Well first off, since I was driving my dad's yamaha racing go-kart with 18 HP and about 150 pounds before I ever got my license, I learned the importance of weight shifting. With the kart, if you go into a turn and don't use at least slight trailbraking and get on the gas right before the apex the thing will just plow like mad, but take the turn and shift the weight just right, and you can rip through any turn.
So before I ever sat in the drivers seat of a car I already knew the importance of weight shifting, which in my opinion is the hardest thing to master and the most important thing to going fast.
Now since my 02 is very balanced like the kart (very close to 50/50), and since it is underpowered, I learned from the begining to carry my speed through the turns.
Depending on the speed of the turn depends if I will use a trailbraking technique or just lift off. I usually do about 70 % of my braking before I start my turn in then right when I'm starting to turn in, I release most of the brake pressure and just feather the brakes to transfer just as much weight as needed to get the front tires to stick just enough, no need to transfer excess weight to the front as it will be needed in the back on the exit to keep the back from coming out. So I just tansfer as little weight as needed to get the front tires to grip.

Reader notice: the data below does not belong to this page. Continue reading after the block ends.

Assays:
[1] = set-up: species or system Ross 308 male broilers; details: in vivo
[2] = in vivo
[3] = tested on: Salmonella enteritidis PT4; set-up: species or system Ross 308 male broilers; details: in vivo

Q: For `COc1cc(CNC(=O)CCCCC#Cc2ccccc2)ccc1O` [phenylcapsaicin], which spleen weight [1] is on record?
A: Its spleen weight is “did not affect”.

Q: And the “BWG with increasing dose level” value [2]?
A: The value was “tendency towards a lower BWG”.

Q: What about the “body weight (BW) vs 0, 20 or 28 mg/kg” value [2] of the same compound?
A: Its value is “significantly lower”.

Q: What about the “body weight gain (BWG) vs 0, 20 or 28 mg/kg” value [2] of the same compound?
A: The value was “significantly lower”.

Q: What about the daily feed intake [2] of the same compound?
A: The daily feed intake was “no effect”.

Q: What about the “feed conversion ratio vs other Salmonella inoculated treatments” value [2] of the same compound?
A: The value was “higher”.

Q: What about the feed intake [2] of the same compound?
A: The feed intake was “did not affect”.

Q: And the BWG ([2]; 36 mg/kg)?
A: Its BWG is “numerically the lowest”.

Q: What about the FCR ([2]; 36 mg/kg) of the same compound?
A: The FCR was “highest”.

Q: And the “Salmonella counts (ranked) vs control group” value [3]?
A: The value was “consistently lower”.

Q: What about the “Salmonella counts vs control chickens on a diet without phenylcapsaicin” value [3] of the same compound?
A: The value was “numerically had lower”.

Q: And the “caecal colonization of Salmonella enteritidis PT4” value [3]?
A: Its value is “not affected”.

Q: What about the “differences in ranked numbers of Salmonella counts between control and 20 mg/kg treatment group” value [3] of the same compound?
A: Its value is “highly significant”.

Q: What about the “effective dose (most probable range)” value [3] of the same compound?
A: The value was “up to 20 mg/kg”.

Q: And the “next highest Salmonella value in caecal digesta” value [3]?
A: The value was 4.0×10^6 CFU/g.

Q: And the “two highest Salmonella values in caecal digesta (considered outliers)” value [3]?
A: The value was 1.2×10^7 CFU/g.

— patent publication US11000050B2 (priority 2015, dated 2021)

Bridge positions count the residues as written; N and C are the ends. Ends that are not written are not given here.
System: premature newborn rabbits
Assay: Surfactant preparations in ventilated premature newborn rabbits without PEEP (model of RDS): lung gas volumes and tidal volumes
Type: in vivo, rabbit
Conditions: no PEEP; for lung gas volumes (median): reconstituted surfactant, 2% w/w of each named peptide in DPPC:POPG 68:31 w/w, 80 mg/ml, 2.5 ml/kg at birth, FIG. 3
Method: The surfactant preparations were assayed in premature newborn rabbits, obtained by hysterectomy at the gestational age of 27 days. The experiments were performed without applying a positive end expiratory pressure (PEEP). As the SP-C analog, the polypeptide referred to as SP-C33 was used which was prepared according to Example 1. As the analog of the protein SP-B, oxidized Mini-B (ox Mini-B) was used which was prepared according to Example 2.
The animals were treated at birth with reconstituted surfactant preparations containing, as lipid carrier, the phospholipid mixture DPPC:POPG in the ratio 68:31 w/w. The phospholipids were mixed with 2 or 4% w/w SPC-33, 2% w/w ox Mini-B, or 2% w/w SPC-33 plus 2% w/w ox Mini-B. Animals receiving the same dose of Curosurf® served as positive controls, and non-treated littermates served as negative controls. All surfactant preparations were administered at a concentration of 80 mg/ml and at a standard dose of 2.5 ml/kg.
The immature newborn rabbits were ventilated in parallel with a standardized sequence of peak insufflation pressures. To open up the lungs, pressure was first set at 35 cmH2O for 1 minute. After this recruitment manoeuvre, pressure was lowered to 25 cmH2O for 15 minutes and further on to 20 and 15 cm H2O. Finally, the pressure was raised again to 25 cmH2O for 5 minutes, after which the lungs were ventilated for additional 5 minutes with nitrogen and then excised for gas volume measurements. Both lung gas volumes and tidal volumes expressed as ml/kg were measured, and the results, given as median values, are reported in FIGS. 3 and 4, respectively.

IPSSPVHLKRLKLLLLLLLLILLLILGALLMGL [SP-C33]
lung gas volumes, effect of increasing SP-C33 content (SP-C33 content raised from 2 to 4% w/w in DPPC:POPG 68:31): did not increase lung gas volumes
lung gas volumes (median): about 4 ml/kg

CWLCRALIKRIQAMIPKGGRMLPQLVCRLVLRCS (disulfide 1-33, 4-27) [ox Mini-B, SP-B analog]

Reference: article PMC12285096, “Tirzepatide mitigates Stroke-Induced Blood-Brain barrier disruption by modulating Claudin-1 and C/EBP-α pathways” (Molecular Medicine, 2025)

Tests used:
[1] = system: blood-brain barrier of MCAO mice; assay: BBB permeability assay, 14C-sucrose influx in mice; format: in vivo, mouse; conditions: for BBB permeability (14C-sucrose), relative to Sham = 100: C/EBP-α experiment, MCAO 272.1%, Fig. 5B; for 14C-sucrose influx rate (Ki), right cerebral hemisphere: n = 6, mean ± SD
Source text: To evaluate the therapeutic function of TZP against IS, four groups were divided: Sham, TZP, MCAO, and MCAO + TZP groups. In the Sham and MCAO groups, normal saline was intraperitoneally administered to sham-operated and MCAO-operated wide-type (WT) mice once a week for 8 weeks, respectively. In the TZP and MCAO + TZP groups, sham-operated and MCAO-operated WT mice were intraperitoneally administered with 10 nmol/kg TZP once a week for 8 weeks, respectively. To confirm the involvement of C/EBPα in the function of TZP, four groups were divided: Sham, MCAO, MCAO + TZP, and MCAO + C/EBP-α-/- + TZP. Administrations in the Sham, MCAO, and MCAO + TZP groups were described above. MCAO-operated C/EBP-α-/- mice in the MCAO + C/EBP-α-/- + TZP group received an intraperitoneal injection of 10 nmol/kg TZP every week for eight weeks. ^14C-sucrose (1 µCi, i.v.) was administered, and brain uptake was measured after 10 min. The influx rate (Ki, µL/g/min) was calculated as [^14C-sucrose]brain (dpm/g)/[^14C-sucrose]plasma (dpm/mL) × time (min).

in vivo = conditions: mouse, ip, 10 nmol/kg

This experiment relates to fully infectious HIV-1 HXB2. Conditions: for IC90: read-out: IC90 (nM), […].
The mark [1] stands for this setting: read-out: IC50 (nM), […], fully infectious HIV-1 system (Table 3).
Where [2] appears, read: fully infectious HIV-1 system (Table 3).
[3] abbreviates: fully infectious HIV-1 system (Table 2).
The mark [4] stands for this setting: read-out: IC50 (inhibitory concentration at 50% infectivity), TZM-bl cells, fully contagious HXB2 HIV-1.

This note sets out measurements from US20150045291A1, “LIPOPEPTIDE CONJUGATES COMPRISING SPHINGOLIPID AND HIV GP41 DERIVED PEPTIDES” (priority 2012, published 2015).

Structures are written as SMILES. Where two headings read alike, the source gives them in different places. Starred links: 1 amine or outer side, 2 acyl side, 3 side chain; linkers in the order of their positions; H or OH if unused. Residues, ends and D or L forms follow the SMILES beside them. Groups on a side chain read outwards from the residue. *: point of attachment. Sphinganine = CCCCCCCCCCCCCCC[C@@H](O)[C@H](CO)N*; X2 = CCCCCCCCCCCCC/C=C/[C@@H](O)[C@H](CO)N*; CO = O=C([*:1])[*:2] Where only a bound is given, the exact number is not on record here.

I don't use crazy late breaking techniques. However, as I mentioned before the road I usually run (from westlake bvd. all the way through mullholland to las virgines) I have completely memorized so I know exactly which turn is next, and I can drive pretty deep into turns before braking simply cause I where the turn is going.
I sometimes use left foot trailbraking if needed to help the car turn in, but usually its not needed. That kind of thing is something thats really great to know you can do and to practice some incase you need it, but only use it if its necessary. don't go left foot braking everyturn. it shouldn't be needed so try to go without it.
Im sure your well aware of this, but the most important thing to being fast is being smooth. Never make quick jerky brake movements, or quickly lift off or get back on the throttle. You always want to lead into all your pedal and steering wheel movements.
Hope this was interesting to read. What kind of technique do you use?
<img src='http://files.unitedbimmer.com/ub.c/RealBmw%2002/Sig_ver2.jpg' border='0' alt='user posted image' />
1970 - 2002
Proud Memeber: 30+ year old car club